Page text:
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1 November 2012 Can Neural Signals for Visual Preference Predict Real-World Choices?
Sophie Lebrecht, Michael J. Tarr
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Our world is filled with choices— from the mug we choose to pour our coffee into each morning to the kind of toothbrush we use to clean our teeth. The preferences we show for things—for clothing (business or casual), for computers (Mac or Windows), for cars (Escalade or Mini), and so on—all help define us.

For the most part, theories of how we make such choices have been rooted in economics and aesthetics, even when those theories have drawn on neuroscience and human neuroimaging. We suggest that when formulating a theory of how preferences and choices are constructed, researchers should also consider how visual objects are perceptually processed. Evidence suggests that concrete, real-world economic decisions—buying things—are governed as much by vision as by emotion or conscious decisionmaking. Neuroscientific insights into visual processing, we maintain, can inform the understanding of how consumers make their decisions—a matter of obvious interest to marketers and, perhaps, to consumers themselves.

It has been known for decades that 30 percent of the human cortex is wired for vision and, ultimately, object and scene perception. Historically, the study of vision has been focused on how we extract physical properties— for example, color, shape, texture, or size—from images of objects. But of late, visual neuroscientists have come to realize that vision is not a one-way street but, rather, is an integral participant in how we think, feel, and react to the world. Modern visual neuroscience considers how visual processing contributes to and interacts with both nonperceptual and noncognitive domains. Because of this, the study of vision has increasingly asked how the visual cortex extracts nonphysical properties—for example, social or affective characteristics—from object images. Most saliently, extensive work has been done to explore how affective processing interacts with the processing of visual objects believed to carry socially relevant or highly affective content: faces (Vuilleumier and Pourtois 2007) and highly emotional scenes (Sabatinelli et al. 2011). In our own research, however, we take the view that everyday objects carry affective significance that influences our behavior. Moreover, intangible properties such as affective valence are part and parcel of the automatic, obligatory processing applied unconsciously by our visual systems to all objects (Lebrecht et al. 2012).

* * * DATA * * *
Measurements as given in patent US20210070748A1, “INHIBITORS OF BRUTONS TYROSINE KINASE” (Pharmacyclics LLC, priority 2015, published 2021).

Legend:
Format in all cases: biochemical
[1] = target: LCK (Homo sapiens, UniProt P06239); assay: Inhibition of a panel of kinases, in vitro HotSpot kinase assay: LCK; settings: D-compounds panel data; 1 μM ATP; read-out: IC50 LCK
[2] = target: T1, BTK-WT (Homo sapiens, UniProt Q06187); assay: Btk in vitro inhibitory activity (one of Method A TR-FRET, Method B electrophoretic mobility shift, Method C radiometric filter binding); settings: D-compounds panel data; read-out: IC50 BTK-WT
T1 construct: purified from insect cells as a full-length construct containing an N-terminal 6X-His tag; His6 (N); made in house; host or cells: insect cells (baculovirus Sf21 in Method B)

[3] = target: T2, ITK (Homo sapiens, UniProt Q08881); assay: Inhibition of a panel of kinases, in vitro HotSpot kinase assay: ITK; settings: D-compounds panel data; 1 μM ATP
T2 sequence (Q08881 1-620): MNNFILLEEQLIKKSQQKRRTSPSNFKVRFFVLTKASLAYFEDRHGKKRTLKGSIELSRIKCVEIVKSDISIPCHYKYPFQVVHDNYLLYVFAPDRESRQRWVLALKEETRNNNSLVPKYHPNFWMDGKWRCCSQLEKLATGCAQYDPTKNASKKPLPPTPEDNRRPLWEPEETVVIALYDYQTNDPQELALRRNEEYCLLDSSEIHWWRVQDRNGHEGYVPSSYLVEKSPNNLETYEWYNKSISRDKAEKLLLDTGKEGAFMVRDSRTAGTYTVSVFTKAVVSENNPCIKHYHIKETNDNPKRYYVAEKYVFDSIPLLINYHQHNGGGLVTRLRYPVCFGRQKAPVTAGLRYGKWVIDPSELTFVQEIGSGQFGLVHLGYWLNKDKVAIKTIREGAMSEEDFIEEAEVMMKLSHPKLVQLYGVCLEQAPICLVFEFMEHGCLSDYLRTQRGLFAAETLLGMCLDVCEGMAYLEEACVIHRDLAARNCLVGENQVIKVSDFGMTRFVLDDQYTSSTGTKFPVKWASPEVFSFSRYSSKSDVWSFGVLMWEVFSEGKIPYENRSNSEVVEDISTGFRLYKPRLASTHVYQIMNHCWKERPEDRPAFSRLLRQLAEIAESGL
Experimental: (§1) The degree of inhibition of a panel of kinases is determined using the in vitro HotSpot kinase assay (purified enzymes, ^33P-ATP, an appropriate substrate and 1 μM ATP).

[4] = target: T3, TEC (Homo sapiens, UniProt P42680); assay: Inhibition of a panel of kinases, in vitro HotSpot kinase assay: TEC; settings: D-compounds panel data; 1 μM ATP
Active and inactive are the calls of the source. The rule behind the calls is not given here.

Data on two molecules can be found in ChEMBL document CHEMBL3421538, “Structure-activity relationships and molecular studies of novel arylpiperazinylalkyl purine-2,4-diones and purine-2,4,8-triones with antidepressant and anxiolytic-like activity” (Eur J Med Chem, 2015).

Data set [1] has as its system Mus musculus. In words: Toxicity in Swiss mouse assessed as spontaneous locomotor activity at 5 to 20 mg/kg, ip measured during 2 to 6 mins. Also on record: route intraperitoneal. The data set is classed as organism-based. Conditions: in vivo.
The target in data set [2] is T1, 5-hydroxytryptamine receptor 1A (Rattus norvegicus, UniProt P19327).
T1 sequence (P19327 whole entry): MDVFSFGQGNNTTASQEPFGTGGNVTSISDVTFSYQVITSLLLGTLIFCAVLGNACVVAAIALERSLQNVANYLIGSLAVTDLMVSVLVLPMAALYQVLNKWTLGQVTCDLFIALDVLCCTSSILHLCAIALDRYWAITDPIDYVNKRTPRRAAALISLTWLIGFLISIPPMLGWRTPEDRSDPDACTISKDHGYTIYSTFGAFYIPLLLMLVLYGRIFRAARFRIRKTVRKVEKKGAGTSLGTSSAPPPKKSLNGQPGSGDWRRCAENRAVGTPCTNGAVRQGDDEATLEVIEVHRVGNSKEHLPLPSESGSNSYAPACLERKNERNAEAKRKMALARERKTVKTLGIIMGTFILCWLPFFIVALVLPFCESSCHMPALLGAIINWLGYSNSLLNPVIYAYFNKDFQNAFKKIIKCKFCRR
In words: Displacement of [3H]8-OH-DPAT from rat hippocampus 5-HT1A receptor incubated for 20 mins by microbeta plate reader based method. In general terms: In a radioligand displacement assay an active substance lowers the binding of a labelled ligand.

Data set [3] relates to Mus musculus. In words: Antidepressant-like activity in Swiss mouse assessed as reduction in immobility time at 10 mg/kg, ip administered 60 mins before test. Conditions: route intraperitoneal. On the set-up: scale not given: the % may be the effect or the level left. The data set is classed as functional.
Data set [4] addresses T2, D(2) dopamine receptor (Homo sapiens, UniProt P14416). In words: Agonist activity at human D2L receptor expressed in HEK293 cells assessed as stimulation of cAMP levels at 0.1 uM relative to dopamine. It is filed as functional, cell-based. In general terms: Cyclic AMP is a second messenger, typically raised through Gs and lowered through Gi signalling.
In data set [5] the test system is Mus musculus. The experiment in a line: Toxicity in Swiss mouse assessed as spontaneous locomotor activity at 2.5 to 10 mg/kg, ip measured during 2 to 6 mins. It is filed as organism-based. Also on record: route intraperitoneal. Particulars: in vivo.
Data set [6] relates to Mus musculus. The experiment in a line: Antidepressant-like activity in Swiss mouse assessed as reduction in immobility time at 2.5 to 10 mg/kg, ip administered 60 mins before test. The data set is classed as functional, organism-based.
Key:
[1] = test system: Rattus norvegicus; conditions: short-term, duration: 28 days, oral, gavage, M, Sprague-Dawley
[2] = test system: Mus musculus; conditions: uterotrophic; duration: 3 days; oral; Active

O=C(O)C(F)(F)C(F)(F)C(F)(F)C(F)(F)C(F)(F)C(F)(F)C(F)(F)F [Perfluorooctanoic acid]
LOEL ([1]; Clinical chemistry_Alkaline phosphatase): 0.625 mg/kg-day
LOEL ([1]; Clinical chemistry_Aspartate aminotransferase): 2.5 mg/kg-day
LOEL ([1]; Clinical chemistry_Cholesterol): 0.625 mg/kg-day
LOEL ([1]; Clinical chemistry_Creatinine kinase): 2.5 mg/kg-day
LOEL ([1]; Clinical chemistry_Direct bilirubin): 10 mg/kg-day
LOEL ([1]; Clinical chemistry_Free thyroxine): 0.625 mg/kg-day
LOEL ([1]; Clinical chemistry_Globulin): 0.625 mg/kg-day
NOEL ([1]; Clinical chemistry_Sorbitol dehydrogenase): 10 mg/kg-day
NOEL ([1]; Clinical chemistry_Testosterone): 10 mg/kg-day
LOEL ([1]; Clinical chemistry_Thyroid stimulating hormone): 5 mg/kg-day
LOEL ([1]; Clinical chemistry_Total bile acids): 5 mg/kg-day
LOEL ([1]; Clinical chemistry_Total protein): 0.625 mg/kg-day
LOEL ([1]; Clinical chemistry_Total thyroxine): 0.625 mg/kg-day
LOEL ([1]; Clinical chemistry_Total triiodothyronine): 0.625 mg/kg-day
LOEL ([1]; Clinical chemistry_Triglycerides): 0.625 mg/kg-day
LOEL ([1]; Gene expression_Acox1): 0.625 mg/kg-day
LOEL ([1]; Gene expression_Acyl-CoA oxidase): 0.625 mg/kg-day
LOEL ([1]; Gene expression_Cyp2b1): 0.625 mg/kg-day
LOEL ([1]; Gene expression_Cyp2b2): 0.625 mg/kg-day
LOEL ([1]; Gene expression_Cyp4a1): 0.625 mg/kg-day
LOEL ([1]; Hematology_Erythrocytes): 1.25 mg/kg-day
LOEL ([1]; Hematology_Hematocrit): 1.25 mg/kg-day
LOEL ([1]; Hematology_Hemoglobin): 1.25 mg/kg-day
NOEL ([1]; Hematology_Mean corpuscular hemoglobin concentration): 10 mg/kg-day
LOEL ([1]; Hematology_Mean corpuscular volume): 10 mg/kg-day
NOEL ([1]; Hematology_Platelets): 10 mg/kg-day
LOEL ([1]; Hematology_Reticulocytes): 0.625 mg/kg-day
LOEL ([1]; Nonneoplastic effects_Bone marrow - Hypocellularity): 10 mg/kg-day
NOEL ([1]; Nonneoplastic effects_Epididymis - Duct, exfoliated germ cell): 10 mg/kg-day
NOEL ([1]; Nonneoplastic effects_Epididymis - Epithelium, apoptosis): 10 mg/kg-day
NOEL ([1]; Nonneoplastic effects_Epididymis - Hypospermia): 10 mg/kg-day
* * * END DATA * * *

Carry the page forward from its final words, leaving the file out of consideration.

Under a model in which valence perception, as one component of visual perception, is rapid and automatic, by the time an observer has recognized an object, he or she has also instantiated a neural signal estimating a preference—positive or negative— for that object. During visual processing, object valence is derived from an integration of the inherent valences of visual features (e.g., smooth surfaces tend to be positive, and spiky surfaces tend to be negative) and experiencedriven valence associations from visually and categorically similar objects, although some object categories may inherently carry positive or negative valence (Rakison and Derringer 2008). We believe that this process applies to the vast majority objects, including ordinary objects that we constantly encounter; we refer to this as microvalence.

This view of valence processing as both unconscious and obligatory solves two problems. First, consider the amount of visual information that we are faced with every second of every day. Much research points to severe limits on how much information we can consciously inspect. Our awareness would become overwhelming without the complex neural processes needed for extracting valences' being automatic and unconscious, as they are for almost all complex neural processes. Second, many neuroscientists hold that only objects with strong valence or high social significance are analyzed with respect to valence. Yet, it is hard to envisage how the visual system could “know” that an input should be processed further to extract valence without it first knowing that the valence of that input is strong or important. In contrast, if we allow for micro-valences, then, as part of normal visual processing, all objects and scenes are always being processed with respect to valence.